Source: Media Education Foundation

After the tragedy in Newtown, Connecticut, many people have asked, “how do we prevent this from happening again?” We have heard propositions for increased gun control and for better mental health care in the United States. These are both important goals, but neither of these policy initiatives completely addresses the problems around the cultural construction of violent masculinity, problems which are central to understanding mass shootings in the United States.

Two weeks before the Newtown tragedy, my sociology of gender class watched the Media Education Foundation film, Tough Guise. At the time, I did not realize that I was arming them with a framework through which to understand a very current event. After the events in Newtown, students started emailing me and referencing this film, reminding me how important it is to talk about the violence that characterizes masculinity in the United States.

In the film, the narrator, Jackson Katz, explains the link between masculinity and violence, positing that as women gain more power in public and social spheres, men’s bodies and their guns get bigger and more dangerous. Boys and men need to prove their masculinity, policing themselves and others with homophobic epithets (an observation also made by C.J. Pascoe in Dude, You’re a Fag) and through violence (or at least the threat of violence). Katz reminds us that the school shootings in the 90s were not gender or race neutral; the perpetrators are mostly white young men. If we want to prevent mass shootings, we need to start addressing the violence that seems to be central to the cultural construction of masculinity and, in particular, white masculinity.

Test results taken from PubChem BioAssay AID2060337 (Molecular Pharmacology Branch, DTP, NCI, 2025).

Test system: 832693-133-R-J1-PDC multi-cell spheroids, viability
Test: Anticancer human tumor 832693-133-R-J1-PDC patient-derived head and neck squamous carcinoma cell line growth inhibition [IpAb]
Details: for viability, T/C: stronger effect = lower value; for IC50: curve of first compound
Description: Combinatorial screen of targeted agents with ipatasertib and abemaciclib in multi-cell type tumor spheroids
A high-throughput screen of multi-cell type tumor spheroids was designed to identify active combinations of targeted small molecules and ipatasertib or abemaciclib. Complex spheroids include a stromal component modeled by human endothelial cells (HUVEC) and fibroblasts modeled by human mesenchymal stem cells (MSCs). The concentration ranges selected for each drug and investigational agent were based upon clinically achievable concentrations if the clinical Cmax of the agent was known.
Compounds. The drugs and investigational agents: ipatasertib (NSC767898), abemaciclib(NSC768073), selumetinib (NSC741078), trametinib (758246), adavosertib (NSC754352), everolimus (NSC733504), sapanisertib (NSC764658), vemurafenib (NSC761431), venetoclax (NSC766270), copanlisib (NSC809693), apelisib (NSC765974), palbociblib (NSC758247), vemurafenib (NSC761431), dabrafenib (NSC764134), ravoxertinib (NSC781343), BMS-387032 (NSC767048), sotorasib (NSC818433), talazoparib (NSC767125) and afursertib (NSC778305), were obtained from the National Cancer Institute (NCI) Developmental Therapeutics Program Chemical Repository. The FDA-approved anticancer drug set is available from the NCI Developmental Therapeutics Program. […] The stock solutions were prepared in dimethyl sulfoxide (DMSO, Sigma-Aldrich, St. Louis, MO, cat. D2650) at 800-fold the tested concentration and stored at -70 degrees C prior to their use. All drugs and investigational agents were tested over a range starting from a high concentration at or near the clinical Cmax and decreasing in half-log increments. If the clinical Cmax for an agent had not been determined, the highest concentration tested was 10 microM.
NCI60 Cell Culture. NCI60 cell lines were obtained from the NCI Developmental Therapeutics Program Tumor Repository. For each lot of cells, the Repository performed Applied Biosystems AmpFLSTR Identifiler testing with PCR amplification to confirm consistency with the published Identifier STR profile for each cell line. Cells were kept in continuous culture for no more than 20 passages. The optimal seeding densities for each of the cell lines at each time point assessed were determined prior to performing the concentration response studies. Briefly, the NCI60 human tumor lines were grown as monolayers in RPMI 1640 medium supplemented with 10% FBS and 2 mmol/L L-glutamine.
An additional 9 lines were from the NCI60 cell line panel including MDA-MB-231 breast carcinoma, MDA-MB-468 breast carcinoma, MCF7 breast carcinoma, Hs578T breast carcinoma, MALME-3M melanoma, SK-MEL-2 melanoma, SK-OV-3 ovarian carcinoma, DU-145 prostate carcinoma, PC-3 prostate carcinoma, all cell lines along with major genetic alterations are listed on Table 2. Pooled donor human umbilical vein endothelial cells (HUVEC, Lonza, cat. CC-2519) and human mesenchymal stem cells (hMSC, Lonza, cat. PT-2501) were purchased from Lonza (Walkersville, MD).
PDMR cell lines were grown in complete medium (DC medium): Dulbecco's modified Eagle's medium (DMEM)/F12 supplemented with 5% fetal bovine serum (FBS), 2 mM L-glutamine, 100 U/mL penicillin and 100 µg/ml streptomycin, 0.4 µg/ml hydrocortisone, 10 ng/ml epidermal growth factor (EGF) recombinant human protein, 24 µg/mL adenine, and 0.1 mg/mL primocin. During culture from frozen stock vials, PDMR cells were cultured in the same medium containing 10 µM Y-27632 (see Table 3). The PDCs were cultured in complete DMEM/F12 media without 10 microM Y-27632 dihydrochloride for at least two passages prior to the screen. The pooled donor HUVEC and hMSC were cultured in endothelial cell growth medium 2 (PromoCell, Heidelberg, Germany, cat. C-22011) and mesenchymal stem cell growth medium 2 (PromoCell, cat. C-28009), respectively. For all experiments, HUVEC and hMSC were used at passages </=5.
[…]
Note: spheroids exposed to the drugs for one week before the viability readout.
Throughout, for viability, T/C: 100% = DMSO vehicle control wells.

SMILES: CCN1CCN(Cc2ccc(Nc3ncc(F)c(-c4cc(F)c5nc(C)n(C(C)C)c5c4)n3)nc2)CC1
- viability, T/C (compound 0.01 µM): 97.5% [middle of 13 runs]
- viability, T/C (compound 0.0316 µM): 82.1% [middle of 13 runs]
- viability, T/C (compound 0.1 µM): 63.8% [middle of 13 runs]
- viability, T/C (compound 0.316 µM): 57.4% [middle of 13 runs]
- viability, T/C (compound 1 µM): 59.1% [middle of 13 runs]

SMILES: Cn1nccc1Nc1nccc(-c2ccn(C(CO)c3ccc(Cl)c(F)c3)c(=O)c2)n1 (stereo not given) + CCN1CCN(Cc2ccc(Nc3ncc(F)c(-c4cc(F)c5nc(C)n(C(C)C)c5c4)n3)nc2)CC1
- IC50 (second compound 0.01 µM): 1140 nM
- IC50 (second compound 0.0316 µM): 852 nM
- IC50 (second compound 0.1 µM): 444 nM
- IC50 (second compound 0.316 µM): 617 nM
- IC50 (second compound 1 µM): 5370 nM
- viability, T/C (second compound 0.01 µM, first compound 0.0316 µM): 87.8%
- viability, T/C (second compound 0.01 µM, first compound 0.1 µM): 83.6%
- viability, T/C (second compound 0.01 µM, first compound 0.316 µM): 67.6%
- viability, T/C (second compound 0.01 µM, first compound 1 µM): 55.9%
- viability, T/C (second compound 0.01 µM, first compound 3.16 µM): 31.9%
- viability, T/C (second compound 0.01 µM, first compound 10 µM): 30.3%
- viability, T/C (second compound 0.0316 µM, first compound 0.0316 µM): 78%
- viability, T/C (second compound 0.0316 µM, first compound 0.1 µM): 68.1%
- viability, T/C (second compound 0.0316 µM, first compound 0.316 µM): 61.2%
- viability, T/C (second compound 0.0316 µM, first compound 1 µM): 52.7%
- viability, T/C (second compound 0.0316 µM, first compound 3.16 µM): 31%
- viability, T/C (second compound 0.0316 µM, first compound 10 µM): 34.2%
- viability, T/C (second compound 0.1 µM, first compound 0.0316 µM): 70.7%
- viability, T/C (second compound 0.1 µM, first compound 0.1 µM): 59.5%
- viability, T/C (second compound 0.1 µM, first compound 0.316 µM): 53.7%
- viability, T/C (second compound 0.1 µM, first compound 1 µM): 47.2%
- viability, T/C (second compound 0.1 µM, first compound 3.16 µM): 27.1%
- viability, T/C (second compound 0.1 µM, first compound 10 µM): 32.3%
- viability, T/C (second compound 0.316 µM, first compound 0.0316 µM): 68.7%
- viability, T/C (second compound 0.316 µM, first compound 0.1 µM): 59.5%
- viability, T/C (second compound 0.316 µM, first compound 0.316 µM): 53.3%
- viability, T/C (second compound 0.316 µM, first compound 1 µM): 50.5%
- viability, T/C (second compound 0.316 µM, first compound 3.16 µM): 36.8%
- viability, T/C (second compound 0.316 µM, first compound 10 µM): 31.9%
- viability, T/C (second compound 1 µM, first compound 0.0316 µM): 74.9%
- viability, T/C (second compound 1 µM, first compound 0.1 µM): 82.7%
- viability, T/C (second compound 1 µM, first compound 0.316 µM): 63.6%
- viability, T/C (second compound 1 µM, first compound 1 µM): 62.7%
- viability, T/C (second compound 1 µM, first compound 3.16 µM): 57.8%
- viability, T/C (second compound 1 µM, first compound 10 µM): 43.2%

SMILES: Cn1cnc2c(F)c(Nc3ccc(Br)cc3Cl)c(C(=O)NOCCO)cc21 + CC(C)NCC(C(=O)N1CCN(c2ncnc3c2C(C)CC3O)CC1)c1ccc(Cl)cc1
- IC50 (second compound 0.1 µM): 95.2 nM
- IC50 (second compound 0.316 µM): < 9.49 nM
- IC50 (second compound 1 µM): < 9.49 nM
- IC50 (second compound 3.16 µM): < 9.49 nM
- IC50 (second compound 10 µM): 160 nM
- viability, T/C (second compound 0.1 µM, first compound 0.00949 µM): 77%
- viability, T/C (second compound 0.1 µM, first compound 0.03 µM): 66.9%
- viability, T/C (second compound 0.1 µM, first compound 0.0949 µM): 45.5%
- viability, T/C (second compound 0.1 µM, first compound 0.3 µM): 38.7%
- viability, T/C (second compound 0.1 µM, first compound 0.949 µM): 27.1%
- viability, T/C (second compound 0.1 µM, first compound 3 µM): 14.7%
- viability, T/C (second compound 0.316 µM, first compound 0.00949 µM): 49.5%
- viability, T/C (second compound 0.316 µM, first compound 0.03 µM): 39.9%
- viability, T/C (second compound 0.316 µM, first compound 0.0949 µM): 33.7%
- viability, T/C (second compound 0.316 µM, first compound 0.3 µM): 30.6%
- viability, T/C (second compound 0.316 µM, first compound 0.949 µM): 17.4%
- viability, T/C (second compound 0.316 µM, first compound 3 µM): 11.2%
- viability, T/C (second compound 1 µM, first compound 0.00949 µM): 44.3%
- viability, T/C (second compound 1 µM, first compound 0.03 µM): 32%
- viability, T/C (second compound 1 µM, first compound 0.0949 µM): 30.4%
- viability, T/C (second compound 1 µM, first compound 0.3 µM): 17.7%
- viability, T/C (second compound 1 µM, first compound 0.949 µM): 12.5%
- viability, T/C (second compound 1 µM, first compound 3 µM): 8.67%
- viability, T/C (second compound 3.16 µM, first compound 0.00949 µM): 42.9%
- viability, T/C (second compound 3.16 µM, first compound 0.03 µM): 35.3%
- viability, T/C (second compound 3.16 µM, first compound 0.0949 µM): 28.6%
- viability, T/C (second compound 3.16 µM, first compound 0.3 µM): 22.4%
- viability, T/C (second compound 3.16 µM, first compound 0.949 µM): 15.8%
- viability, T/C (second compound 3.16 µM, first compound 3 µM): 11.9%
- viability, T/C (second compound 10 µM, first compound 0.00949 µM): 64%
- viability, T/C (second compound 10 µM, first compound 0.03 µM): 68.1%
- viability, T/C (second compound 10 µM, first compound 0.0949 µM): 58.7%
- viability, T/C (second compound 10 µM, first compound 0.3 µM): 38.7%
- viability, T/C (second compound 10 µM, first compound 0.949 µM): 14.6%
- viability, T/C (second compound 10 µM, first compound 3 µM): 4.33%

How do we do this? The idea of changing a cultural construction does not easily lend itself to clear policy initiatives. Katz suggests that we need better role models that allow more room for emotional expression and disavow violent tendencies. In particular, he points to Mohammad Ali and Mark McGuire, sports figures that are strong and tough, but also are sensitive and caring. In the year 2012, who would fill the public role of this alternative model of masculinity?

I would like to open up a dialogue about how to go about transforming our notions and definitions of masculinity. In addition to having better role models, what else can be done? Are there policy initiatives that can help redefine what it means to be a man? What can parents do to raise boys who refrain from violence? What should be the role of schools? And, though I am not an advocate of censorship, should the media be held to higher standards when it comes to marketing and displaying violence targeted at young men?

Changing a cultural idea is a hard task, but one that we should be committed to undertaking. Now is the time to address the tough issues and questions that do not have easy answers.


Suggested readings:

Katz, Jackson and Sut Jhally. 1999. “The National Conversation in the Wake of Littleton is Missing the MarkThe Boston Globe, Focus Section, E1.

Waldron, Linda M. 2009. “Cultural Approaches to Understanding School Violence.” Sociology Compass 3(4): 595-619.